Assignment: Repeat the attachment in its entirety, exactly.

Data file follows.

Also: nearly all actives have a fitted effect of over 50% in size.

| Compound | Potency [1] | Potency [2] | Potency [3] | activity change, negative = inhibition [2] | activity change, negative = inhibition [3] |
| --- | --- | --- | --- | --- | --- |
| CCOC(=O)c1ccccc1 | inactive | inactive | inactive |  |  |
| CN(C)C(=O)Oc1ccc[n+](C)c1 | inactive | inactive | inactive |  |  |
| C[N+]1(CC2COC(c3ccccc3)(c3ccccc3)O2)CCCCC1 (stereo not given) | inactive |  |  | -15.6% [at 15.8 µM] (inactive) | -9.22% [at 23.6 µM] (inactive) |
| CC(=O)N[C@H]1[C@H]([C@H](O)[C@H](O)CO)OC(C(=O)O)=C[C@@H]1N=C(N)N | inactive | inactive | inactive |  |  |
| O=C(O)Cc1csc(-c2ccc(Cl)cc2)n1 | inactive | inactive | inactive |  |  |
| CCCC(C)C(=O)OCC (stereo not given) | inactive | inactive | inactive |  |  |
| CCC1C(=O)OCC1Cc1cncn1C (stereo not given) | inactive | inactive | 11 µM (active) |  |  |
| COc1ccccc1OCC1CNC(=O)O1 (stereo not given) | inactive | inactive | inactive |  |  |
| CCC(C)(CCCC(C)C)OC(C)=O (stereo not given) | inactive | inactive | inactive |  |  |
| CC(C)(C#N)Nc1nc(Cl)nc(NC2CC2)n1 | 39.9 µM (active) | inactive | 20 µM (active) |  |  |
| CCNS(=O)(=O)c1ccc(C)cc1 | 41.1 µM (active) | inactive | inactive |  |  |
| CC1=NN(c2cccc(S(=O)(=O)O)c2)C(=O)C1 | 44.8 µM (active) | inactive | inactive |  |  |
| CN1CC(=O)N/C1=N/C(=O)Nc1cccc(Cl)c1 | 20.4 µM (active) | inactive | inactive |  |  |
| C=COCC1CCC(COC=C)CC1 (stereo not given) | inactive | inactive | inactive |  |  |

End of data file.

Also: nearly all actives have a fitted effect of over 50% in size.

| Compound | Potency [1] | Potency [2] | Potency [3] | activity change, negative = inhibition [2] | activity change, negative = inhibition [3] |
| --- | --- | --- | --- | --- | --- |
| CCOC(=O)c1ccccc1 | inactive | inactive | inactive |  |  |
| CN(C)C(=O)Oc1ccc[n+](C)c1 | inactive | inactive | inactive |  |  |
| C[N+]1(CC2COC(c3ccccc3)(c3ccccc3)O2)CCCCC1 (stereo not given) | inactive |  |  | -15.6% [at 15.8 µM] (inactive) | -9.22% [at 23.6 µM] (inactive) |
| CC(=O)N[C@H]1[C@H]([C@H](O)[C@H](O)CO)OC(C(=O)O)=C[C@@H]1N=C(N)N | inactive | inactive | inactive |  |  |
| O=C(O)Cc1csc(-c2ccc(Cl)cc2)n1 | inactive | inactive | inactive |  |  |
| CCCC(C)C(=O)OCC (stereo not given) | inactive | inactive | inactive |  |  |
| CCC1C(=O)OCC1Cc1cncn1C (stereo not given) | inactive | inactive | 11 µM (active) |  |  |
| COc1ccccc1OCC1CNC(=O)O1 (stereo not given) | inactive | inactive | inactive |  |  |
| CCC(C)(CCCC(C)C)OC(C)=O (stereo not given) | inactive | inactive | inactive |  |  |
| CC(C)(C#N)Nc1nc(Cl)nc(NC2CC2)n1 | 39.9 µM (active) | inactive | 20 µM (active) |  |  |
| CCNS(=O)(=O)c1ccc(C)cc1 | 41.1 µM (active) | inactive | inactive |  |  |
| CC1=NN(c2cccc(S(=O)(=O)O)c2)C(=O)C1 | 44.8 µM (active) | inactive | inactive |  |  |
| CN1CC(=O)N/C1=N/C(=O)Nc1cccc(Cl)c1 | 20.4 µM (active) | inactive | inactive |  |  |
| C=COCC1CCC(COC=C)CC1 (stereo not given) | inactive | inactive | inactive |  |  |